rockets, guided missiles, and underwater weapons used
by the Navy are discussed in the following text.
The Navy uses two types of rocketsthe 2.75-inch
Mighty Mouse and the 5.0-inch Zuni. The 2.75
standard folding-fin aircraft rocket (FFAR) motor (fig.
8-8, view A) uses a standard nozzle insert. The
low-speed FFAR rocket motor (fig. 8-8, view B) uses a
scarfed nozzle insert. When the low-speed rocket is
fired, the scarfed nozzle insert causes the rocket to spin
during flight. This spin enables the rocket to be fired
from a slow-flying aircraft, such as a helicopter, and
still maintain trajectory to the target.
In early development, both the Mighty Mouse and
the Zuni were used against both air and ground targets.
However, with the introduction of modern missile
technology, rockets are now used primarily against
ground targets. The Mighty Mouse is fired in large
numbers. It is carried in rocket launchers with a
capacity of 7 or 19 rockets. The Zuni, which carries a
much larger explosive payload than the Mighty Mouse,
is carried in rocket launchers with a capacity of four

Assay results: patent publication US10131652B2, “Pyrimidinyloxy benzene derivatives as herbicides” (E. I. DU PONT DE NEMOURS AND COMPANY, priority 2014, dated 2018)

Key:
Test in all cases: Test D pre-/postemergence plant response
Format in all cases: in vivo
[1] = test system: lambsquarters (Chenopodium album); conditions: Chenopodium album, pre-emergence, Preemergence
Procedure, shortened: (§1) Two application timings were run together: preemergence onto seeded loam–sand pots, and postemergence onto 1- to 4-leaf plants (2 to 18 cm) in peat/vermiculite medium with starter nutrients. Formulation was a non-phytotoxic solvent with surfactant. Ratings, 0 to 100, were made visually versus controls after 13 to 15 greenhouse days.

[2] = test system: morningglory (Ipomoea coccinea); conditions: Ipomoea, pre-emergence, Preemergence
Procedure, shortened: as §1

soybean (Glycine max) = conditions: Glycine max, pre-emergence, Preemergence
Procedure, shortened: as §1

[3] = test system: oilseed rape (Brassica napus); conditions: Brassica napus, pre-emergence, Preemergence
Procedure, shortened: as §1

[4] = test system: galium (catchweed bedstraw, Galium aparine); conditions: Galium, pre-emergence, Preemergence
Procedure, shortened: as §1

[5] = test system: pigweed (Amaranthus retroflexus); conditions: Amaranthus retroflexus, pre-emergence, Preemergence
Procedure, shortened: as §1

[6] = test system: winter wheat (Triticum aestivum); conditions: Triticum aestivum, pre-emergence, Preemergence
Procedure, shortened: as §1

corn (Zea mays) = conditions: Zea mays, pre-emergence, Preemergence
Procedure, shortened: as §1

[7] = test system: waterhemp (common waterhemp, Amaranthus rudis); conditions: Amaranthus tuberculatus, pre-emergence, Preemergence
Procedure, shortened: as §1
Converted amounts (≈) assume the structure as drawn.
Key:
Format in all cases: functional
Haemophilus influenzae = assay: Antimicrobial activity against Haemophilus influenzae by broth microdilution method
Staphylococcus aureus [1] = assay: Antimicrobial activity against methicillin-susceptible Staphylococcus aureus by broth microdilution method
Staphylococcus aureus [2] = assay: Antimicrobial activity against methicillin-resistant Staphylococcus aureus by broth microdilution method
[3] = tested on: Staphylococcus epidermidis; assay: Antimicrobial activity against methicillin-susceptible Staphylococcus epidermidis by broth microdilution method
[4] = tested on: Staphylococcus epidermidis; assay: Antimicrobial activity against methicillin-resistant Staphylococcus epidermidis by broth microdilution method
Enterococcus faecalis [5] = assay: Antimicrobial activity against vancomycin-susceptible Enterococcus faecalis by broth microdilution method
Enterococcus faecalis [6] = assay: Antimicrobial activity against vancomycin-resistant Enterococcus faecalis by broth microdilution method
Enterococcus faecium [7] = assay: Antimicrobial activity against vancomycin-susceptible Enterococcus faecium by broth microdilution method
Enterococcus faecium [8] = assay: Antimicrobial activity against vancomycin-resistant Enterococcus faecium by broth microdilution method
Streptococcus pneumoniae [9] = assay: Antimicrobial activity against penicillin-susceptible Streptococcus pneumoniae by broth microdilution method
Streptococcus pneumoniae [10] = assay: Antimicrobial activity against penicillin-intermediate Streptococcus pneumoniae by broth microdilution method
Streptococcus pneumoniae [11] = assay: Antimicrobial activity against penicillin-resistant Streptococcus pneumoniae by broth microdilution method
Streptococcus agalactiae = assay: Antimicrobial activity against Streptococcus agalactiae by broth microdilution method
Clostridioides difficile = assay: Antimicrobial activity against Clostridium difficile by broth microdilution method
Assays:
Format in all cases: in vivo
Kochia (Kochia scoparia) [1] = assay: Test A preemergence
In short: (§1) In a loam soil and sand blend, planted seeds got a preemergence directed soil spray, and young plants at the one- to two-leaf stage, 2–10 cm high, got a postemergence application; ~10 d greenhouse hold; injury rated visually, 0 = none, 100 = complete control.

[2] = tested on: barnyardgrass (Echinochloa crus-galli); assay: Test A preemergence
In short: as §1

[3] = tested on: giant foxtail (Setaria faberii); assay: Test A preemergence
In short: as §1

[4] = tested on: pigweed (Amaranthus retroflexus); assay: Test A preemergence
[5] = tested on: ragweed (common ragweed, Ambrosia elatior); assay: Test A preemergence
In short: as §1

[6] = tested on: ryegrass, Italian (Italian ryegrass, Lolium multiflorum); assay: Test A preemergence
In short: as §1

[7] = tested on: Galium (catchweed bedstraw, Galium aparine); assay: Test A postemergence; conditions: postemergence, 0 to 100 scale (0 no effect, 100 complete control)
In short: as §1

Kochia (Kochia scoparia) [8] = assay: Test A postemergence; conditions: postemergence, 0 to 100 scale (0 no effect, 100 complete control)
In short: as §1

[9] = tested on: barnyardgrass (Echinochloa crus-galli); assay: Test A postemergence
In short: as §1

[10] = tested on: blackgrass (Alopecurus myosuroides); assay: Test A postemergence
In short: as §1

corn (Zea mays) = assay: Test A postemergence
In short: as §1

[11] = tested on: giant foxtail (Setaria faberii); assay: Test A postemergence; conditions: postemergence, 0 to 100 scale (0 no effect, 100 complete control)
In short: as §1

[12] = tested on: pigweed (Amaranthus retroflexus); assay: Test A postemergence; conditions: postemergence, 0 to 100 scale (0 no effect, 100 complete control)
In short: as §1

rockets. Both the Mighty Mouse and the Zuni are fired
either singularly, in pairs, or in ripple salvo.
AIR-LAUNCHED GUIDED MISSILES
A guided missile is defined as "a self-propelled
object that automatically alters its direction of flight in
response to signals received from outside sources."
Guided missiles are equipped for, and usually carry,
high-explosive charges. They have the means to
explode on contact or in near proximity of a target. The
majority of guided missiles used in the Navy are
essentially rockets that can maneuver while in flight
and make course corrections to intercept the target.
Guided missiles are classified according to their
range, speed, and launch environment, mission, and
vehicle type. Long-range guided missiles can usually
travel at least 100 miles. Short-range guided missiles
usually do not exceed the range capabilities of
long-range guns. Between these extremes the Navy has
an arsenal of medium or extended-range guided
Guided missile speed is expressed in Mach
numbers. The Mach number "is the ratio of the speed of
an object to the speed of sound in the medium through
which the object is moving."
Therefore, an object
moving at sonic speed is traveling at Mach 1. In air
under standard atmospheric conditions, sonic speed is
766 miles per hour. Guided missiles are classified
according to speed as follows:
1. Subsonicup to Mach 0.8,
2. TransonicMach 0.8 to Mach 1.2,
3. SupersonicMach 1.2 to Mach 5.0, and
4. Hypersonicabove Mach 5.0.
The speed of the launching aircraft is added to the speed
of the missile. Therefore, if a missile's speed is Mach
2.5 and the aircraft's speed, at the time of missile
launch, is Mach 2.0, the missile would be traveling at
Figure 8-8.Nozzle and fin assemblies. (A) standard nozzle; (B) scarfed nozzle.